• 0 avatar
      Art Vandelay

      I mean if total sales right up there with Lincoln only on vehicles with considerably lower margins is successful, OK.

      The Eclipse and 3000GT were aspirational vehicles that people wanted. That was good for the brand. Incidentally you mention 1994. They sold 80,000 more cars that year than 2019.

      Maybe a 2 door sports car isn’t the answer, but they need something so that people don’t think the words “Mirage” or “Subprime” when they hear Mitsubishi.

  • avatar

    The enthusiasts dream of interesting products, the stockholders dream of massive growth and products. Too bad those aren’t compatible. Apparently.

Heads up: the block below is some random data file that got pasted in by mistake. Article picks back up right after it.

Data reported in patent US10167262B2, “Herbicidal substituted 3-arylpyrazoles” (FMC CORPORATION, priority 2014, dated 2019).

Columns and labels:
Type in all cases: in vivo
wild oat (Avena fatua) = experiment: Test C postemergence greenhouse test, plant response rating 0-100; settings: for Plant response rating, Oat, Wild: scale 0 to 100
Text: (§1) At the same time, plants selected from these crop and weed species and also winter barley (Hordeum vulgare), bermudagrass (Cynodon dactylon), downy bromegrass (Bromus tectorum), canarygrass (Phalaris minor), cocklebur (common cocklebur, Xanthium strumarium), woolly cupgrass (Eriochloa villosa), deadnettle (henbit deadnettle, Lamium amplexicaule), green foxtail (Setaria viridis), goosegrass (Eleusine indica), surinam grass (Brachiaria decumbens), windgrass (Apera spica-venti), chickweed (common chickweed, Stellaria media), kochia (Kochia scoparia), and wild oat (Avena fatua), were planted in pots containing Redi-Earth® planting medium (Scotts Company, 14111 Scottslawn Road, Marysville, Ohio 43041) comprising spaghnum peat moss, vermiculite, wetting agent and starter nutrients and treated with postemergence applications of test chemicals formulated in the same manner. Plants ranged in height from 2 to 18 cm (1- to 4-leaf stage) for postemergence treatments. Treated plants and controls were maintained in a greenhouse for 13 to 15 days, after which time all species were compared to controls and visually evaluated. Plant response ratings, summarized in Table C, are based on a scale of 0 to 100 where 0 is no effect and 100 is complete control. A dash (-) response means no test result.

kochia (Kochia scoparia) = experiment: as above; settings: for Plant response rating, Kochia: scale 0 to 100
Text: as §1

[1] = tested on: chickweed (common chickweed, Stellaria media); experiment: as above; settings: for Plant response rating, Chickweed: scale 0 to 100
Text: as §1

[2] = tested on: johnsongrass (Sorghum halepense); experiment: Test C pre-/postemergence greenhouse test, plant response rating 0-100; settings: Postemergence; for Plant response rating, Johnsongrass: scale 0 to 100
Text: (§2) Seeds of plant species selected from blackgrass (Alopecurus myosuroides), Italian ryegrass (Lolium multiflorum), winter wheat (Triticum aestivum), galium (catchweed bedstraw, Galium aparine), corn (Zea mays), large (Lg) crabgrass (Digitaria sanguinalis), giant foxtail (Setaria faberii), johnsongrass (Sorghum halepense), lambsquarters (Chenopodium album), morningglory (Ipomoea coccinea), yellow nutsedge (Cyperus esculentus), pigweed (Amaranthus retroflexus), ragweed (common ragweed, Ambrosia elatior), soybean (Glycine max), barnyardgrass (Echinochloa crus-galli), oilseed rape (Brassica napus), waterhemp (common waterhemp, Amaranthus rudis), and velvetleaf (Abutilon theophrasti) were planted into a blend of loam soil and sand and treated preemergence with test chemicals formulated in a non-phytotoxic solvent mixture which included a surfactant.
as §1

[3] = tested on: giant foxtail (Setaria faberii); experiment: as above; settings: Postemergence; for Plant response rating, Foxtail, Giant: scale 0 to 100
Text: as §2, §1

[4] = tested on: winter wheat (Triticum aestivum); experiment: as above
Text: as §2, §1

• avatar

    Rebadge the Renault Alpine A110 as Mitsubishi Starion. Provides a lifeline to the Alpine assembly facility and provides a halo car to Mitsubishi without the cost to engineer one.

  • avatar

    Mitsu needs to go where the money is, mainstream vehicles. Here in the US that would be blocky utility vehicles. My hunch is that they would make more money bringing back the Montero that is now in its fourth generation overseas. Even in their heyday, sports coupes had short shelf life. Sales tapered off quickly a year or two after a new design was introduced. SUVs have more staying power.

    I do dream of a modern Eclipse though, lightweight, sophisticated and refined, easily affordable, and fast enough to keep up with cars costing at least twice as much. In 1990 there was the choice of a 5-liter Mustang, the turbo Eclipse offering the most acceleration of any vehicle. One had to go to a Corvette or a Porsche to out run the Ford or Mitsu, and their prices were about triple or more.